If you look at any photo of me before I was 16 years old, I could likely be spotted fawning over a dog. Not my dog — any dog would do, as I thought they were all perfect angels and much better than humans. This all changed when I was 16 years old, not because I randomly became a cat person, but because of trauma. I had a traumatic experience with a dog that has left me feeling like I have been drowning for the past four years. It also made me afraid of meeting many new dogs, particularly big dogs.

On Halloween in 2014, my friends and I had decided to go Trick-or-Treating for the last time ever. Sure, we may have been too old, but this was still a fun tradition. I would have done anything to go back in time and decide not to go out. I dressed up as a Dorothy from The Wizard of Oz, and my dog Terry was Toto. We, my dog and I, had this group costume for five years. It was perfect, as she was the same breed, a Cairn Terrier, as the dog that played Toto. These two dogs looked like carbon copies of each other.

We walked up to a house, which must have been located less than 10 minutes away from where I lived at the time. It seemed like a normal house with, what I thought then, a Newfoundland who wanted to play with my dog. I asked the owner if the dog was friendly, and I let my dog walk up. Terry was the friendliest dog ever. This is not an exaggeration at all. Terry, on more than one occasion, had jumped into cars when she had the chance to meet “new friends.”

Terry ran up, excited to meet this new friend. I would be lying if I tried to tell you the precise details of what happened next because I can’t. I remember the bigger dog grabbing Terry, her screams, my friends and I pulling her away, and us running away. What I can remember next is me being drenched in her blood. I remember telling Terry, my best friend that she was such a good dog. Then she passed away less than a minute after I told her this.

To be blatant, I was a wreck for the next six months. I couldn’t sleep. Well, for more than three hours a night, which felt like nothing. My nightmares were terrible, but the flashbacks I had when I was awake were just as bad. At the same time, I had somewhat of an identity crisis. Before this experience, I was a proud believer of the idea that dogs were better than humans, and anyone who said anything different was wrong. Well, that dog that killed my best friend was capable of being violent like any human. I still love dogs after losing my dog at the hands of a  violent one, and I even have a dog now, but I’m afraid of meeting new dogs.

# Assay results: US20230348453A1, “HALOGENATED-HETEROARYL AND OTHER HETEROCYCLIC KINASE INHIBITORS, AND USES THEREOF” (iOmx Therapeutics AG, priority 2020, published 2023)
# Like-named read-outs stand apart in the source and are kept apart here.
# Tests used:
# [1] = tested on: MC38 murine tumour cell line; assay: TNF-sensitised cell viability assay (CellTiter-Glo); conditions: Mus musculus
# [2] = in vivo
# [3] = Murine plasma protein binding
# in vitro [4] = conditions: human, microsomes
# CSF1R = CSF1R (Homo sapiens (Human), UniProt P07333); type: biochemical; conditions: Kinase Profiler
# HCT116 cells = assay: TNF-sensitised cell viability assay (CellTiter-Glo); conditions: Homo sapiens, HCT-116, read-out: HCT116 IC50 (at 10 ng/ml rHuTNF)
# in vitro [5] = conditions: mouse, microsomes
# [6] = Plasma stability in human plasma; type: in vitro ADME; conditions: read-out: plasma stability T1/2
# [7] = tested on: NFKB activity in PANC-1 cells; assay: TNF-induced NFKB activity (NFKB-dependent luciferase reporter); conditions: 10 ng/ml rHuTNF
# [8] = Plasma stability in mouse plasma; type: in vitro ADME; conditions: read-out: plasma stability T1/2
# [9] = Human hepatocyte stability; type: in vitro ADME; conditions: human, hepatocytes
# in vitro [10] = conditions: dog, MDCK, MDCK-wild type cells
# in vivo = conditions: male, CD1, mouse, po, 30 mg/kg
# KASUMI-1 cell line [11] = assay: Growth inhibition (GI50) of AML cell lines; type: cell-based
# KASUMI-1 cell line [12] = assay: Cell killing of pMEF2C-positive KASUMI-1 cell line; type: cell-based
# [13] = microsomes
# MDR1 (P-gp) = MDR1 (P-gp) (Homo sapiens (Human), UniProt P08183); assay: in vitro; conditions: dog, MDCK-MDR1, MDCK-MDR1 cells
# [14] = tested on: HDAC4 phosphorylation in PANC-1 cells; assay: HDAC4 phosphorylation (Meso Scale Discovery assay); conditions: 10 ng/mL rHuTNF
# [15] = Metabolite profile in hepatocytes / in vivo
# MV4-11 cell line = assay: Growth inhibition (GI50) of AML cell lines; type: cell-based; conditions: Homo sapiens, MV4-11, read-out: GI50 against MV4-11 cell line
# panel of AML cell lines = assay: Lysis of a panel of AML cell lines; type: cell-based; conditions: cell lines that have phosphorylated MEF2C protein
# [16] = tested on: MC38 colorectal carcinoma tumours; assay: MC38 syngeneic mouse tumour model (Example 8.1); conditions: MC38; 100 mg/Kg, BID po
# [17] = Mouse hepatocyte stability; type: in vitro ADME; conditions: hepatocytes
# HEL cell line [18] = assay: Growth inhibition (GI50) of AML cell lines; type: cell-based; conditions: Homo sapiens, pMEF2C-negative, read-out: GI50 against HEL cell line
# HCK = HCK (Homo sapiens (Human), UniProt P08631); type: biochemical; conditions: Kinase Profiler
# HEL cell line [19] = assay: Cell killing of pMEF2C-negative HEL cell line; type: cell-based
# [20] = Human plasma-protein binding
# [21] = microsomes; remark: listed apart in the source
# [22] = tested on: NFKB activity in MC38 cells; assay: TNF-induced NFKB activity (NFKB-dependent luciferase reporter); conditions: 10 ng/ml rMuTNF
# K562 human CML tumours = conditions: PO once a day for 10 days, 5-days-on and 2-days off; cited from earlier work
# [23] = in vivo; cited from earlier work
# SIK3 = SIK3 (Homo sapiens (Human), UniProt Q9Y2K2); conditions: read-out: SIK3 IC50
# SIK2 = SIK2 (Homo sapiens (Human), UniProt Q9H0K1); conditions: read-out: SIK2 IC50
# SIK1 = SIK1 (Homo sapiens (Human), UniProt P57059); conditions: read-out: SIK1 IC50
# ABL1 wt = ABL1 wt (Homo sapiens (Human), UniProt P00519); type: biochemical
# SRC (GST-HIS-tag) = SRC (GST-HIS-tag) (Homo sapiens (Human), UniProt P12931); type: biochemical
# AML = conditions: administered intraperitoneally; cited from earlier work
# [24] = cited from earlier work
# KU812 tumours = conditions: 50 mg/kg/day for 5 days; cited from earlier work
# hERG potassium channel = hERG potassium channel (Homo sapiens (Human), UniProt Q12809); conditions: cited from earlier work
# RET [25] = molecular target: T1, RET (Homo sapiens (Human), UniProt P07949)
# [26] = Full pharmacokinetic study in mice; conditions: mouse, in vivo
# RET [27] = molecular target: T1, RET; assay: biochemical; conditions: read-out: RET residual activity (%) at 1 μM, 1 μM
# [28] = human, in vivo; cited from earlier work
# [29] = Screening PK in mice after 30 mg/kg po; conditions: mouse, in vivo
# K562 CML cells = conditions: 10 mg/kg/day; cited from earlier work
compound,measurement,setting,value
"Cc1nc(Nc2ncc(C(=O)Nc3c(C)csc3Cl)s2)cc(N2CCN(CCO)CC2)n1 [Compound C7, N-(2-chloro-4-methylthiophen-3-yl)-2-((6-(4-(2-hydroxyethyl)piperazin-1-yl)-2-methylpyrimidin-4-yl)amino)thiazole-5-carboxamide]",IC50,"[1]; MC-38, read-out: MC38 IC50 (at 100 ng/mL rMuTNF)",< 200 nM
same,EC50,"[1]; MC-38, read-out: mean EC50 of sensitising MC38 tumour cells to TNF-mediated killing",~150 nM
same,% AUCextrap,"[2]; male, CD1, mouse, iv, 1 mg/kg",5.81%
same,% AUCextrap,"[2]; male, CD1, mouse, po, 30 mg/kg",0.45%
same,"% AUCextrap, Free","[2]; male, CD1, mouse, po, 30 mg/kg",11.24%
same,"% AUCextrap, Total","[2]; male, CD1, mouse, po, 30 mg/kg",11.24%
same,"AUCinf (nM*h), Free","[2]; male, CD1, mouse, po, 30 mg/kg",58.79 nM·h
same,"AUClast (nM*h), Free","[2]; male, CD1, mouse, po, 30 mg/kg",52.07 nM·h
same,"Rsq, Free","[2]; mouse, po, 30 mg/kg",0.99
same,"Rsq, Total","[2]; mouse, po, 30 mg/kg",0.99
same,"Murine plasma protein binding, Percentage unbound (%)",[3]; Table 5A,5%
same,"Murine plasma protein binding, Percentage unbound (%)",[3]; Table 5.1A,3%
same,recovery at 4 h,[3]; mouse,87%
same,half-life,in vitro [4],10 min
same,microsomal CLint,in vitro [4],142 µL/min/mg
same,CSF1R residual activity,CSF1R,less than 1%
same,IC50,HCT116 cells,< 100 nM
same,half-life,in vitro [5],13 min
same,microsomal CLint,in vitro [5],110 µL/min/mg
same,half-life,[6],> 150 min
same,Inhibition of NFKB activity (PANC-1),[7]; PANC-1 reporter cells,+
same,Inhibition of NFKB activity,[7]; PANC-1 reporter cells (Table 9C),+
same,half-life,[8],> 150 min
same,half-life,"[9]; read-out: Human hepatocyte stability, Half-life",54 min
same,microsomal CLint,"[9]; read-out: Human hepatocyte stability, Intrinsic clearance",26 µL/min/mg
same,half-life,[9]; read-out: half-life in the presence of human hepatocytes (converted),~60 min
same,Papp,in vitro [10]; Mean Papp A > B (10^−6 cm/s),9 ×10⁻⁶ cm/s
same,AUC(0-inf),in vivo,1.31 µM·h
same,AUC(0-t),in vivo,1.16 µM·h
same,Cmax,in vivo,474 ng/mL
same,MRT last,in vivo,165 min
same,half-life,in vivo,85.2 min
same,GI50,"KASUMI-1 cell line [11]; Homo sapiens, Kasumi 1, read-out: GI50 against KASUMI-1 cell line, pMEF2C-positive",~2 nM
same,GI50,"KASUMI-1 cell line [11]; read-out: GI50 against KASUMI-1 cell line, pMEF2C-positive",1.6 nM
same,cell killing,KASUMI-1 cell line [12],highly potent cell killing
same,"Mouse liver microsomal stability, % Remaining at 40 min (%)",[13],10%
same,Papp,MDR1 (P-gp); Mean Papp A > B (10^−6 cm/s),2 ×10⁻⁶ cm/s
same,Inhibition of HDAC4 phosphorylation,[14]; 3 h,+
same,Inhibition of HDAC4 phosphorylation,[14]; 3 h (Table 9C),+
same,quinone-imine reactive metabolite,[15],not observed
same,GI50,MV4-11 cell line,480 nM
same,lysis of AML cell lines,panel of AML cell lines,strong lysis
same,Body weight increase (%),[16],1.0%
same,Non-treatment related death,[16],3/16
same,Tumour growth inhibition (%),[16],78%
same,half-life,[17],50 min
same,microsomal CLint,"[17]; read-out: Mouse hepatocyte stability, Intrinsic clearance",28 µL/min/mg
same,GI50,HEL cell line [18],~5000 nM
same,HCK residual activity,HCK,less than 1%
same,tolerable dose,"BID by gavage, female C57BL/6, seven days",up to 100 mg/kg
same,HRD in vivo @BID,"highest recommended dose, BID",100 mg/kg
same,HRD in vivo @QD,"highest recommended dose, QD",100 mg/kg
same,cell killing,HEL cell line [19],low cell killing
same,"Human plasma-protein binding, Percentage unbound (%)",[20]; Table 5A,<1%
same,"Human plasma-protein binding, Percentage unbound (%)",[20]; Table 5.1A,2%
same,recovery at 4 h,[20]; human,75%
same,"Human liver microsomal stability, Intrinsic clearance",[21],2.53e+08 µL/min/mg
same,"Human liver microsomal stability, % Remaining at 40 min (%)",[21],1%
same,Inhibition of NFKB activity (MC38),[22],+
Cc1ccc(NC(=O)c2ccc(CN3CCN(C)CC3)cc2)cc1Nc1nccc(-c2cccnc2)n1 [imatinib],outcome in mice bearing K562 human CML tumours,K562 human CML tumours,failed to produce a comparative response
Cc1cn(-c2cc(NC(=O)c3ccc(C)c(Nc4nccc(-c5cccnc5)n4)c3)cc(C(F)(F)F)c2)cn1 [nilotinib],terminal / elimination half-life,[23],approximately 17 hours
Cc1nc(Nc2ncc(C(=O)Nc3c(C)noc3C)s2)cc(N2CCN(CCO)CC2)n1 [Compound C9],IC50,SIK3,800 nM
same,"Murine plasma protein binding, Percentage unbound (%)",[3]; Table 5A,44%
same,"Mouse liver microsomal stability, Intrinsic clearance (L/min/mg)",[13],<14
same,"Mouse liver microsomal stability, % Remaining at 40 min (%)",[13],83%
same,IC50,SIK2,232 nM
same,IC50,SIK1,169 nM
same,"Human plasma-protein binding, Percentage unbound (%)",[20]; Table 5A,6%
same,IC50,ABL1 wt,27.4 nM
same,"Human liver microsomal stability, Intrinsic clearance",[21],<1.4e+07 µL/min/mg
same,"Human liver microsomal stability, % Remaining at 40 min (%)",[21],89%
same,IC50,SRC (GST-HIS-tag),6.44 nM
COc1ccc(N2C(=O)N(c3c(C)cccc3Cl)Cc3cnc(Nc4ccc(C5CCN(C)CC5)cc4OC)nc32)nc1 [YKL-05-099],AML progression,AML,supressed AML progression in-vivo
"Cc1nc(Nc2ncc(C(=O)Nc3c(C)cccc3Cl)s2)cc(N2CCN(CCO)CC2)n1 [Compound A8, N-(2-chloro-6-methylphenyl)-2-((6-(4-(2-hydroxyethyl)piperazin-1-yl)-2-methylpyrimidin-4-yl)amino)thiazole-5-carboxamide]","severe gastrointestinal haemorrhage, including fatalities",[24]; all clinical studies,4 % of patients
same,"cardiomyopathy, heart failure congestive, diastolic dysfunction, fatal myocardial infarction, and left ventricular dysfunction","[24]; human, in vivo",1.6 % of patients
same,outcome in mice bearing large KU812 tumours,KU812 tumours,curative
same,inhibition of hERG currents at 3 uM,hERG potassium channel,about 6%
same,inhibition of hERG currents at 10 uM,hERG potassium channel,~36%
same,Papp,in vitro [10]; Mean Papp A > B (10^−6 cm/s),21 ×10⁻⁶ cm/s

I should not have had to deal with this experience. But, on the only bright side, it made me understand what trauma can do to a person better. I should never have judged people for not liking dogs, as I don’t know what others have been through. By looking at me, people don’t know what I’ve been through either.

Roughly five months after losing Terry, my family got a Havanese named Lucky. Yes, he’s the light of my life, but he’s also a replacement for Terry, and I can’t detach my relationship with Lucky from that. One thing is for sure, I won’t let Lucky play with bigger dogs, as I’m so afraid to lose him too. I see the look that owners give me, trying to assure me that their dog is friendly, but I can’t trust them. I was told that once before, and then I was covered in my dying dog’s blood. I love dogs, I always will, but my relationship with them is different. I don’t like this, but I shouldn’t judge myself for trauma has changed me as a person, as it changes everyone.

  • Julia Métraux

    Julia Métraux is a journalist whose work has appeared in Narratively, The Tempest, BUST, and Briarpatch Magazine.